Later on, the happiness started to sink in and my journal felt less fake. I remembered the old mantra that goes something like “You may not be able to control the situation, but you can control your reaction to it.” So I have tried to react more positively to things, or at least not immediately launch into Bitch Mode™. The most helpful thing has been to actively put in place what I should have learned in elementary school: If you have nothing nice to say, don’t say anything at all. (Or at least wait until you’re calm to say something. Don’t just say the first impulsive thing that comes into your head.)

Anyway, here’s to an Easter season full of happiness!!!! (Ugh, I still hate multiple exclamation points.) 🙂

*Maybe it’s an inherited thing. Or a New York thing. I’m not really sure. Doesn’t matter where it came from; all that matters is that it needs to be stopped.

Books vs. Movies vs. Video Games

Reading fiction is constantly portrayed as a Really Good Thing™. Books engage your brain by forcing you to create the images for yourself in your own mind and interpret the deeper meaning behind the author’s words. Books are supposed to make you live longer because they keep your brain working. (If that’s true, then I’ll probably live forever.)

But is reading fiction better or more worthwhile than other modern forms of entertainment, like watching movies and playing video games? When I read fiction, I do it to relax and get lost in a story. (Sometimes I do it to study the author’s technique.) I don’t necessarily read fiction to give myself an intellectual workout or ponder the meaning of life, unless the book lends itself to those kinds of themes and ponders those questions. I don’t actively seek to deeply study the fiction I read.

It would seem like watching movies is more or less the same. Most people don’t watch movies to study them. They just want to relax and be entertained. Movies are supposedly more passive than books because you’re not envisioning the events yourself—it’s all right there for you on the screen. But I suppose that when you’re watching a movie, you’re doing the same as you would with a book: trying to anticipate what the characters will do next and possibly trying to analyze characters’ true motives or some deeper meaning.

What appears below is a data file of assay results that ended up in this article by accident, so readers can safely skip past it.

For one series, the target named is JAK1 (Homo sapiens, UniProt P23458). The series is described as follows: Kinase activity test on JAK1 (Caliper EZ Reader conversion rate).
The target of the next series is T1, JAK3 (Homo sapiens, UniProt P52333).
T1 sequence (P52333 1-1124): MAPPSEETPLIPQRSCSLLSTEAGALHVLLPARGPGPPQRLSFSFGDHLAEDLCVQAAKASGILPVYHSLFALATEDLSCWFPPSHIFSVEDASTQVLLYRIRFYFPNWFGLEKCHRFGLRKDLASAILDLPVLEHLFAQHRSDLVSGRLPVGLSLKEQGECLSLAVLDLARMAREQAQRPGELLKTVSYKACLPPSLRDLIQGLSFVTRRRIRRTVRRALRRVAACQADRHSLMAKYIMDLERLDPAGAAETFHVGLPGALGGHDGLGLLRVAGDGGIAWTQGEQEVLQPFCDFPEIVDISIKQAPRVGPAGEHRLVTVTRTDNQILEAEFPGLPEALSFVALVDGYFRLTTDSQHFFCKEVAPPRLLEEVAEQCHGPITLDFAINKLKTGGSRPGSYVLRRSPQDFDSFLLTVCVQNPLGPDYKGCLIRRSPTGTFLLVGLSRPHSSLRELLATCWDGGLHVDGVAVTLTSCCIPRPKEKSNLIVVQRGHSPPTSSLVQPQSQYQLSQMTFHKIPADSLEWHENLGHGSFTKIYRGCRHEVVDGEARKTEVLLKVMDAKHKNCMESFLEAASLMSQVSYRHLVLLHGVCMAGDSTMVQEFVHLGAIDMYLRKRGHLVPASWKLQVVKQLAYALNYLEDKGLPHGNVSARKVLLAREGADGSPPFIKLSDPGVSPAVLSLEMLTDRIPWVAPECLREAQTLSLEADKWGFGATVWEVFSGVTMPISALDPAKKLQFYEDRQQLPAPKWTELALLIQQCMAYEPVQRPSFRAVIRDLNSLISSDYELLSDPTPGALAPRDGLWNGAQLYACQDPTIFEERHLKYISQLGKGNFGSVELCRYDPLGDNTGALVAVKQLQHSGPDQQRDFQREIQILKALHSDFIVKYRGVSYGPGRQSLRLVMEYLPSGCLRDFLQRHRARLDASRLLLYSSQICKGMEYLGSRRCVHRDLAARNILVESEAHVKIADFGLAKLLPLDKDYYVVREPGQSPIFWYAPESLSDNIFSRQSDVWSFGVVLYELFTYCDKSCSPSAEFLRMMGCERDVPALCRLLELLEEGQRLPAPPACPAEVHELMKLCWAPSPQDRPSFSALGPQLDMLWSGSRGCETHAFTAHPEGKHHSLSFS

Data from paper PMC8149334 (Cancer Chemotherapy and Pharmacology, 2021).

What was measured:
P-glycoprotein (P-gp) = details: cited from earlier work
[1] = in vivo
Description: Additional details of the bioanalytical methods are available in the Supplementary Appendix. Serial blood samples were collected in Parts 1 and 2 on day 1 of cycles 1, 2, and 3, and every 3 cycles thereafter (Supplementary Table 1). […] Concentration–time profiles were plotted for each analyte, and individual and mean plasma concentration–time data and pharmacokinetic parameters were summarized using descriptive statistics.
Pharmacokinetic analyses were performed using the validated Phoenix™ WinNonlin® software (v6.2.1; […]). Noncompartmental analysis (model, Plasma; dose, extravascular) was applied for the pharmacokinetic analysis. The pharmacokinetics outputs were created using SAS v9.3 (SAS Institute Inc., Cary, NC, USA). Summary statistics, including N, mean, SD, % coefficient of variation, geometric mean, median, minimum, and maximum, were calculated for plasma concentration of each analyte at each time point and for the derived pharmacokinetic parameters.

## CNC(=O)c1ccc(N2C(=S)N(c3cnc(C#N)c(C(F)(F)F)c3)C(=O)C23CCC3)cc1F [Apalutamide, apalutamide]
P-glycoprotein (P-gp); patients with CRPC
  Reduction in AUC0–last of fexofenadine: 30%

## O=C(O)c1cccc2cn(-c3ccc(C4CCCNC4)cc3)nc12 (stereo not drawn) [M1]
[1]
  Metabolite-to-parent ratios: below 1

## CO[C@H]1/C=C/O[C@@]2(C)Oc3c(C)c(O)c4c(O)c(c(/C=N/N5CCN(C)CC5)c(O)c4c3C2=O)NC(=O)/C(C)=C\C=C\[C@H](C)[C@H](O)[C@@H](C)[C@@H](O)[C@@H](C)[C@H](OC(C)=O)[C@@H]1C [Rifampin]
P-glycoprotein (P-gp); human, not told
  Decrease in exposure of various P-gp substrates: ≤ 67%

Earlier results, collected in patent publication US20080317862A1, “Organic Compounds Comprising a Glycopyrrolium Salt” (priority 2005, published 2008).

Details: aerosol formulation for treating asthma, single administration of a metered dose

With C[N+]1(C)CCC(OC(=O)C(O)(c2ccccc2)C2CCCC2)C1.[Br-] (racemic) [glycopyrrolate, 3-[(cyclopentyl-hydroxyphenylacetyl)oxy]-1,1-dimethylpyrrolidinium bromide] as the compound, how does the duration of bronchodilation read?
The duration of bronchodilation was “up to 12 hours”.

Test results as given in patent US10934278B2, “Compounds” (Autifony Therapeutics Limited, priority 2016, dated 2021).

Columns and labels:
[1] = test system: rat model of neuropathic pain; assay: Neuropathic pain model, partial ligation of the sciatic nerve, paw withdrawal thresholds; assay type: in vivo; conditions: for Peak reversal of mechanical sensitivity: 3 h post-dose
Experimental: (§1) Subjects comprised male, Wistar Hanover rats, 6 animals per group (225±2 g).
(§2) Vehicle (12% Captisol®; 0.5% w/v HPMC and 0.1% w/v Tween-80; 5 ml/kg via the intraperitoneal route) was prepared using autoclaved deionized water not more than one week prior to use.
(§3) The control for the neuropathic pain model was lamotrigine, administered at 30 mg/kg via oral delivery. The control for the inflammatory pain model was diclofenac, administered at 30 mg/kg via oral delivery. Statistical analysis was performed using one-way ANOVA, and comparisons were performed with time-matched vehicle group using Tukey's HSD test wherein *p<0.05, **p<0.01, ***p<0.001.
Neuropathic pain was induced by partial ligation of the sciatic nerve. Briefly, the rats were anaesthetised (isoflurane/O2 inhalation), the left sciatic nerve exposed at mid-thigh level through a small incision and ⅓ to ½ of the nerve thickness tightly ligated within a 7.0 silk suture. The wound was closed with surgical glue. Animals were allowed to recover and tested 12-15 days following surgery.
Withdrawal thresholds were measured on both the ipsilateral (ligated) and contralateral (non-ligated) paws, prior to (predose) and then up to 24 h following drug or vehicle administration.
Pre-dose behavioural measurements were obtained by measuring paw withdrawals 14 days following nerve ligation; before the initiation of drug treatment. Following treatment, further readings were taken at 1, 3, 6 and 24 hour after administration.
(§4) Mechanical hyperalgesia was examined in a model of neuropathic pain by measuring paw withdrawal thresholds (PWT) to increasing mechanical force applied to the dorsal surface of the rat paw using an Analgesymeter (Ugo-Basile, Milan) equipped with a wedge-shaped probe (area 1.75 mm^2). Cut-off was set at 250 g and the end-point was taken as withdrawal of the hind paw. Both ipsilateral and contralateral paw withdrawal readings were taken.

Video games get the worst rap out of any form of entertainment. They are seen as complete garbage because many of them involve gratuitous violence, and they can suck you in for hours at a time. A movie lasts for 2 or 3 hours at the very most. A book lasts anywhere from 2 to 8 (or even more) hours, depending on how long the book is and how quickly you read. A video game can last for months, depending on the depth of the adventure, the number of side quests, and how long it takes you to figure out the game’s mechanics. Some video game veterans can beat complex games overnight, but for the most part (from what I’ve experienced), you can sink hundreds of hours into certain video games and not really have gained anything that is useful outside of the game world. Do video games cause you to ponder the workings of the universe? For me, no.

Many argue that because video games are games, they keep your mind working because you’re trying to figure out the rules of the game, develop a strategy, and complete the quest. Games teach problem-solving skills, but do they do that in the same way a book or movie does? A book or movie wraps up the problem neatly at the end (in the best case), but a video game leaves that responsibility to the gamer. You are in charge of your own destiny in a video game, so perhaps video games are more valuable than they seem.

I suppose it all depends on what kinds of books you read, games you play, or movies you watch. A deep fiction book like something by Faulkner is obviously more valuable than Grand Theft Auto V. A thought-provoking movie like Inception is more worthwhile than one of those cheap regency romance novels, and a video game like Myst or a similar strategy game is superior to a movie like Fifty Shades Freed. I would argue that any movie or video game is better than any book supposedly written by a reality TV star. But “better” or “more worthwhile” even depends on the particular person reading the book: a certain person may get deeper meaning out of Doom than from Love in the Time of Cholera, and the video game may honestly be a better use of time for that person.

Books will always be my favorite. I get so little out of movies and video games most of the time—I guess I’m not really a “visual” person in that sense. But that doesn’t mean that books are inherently superior. What do you think?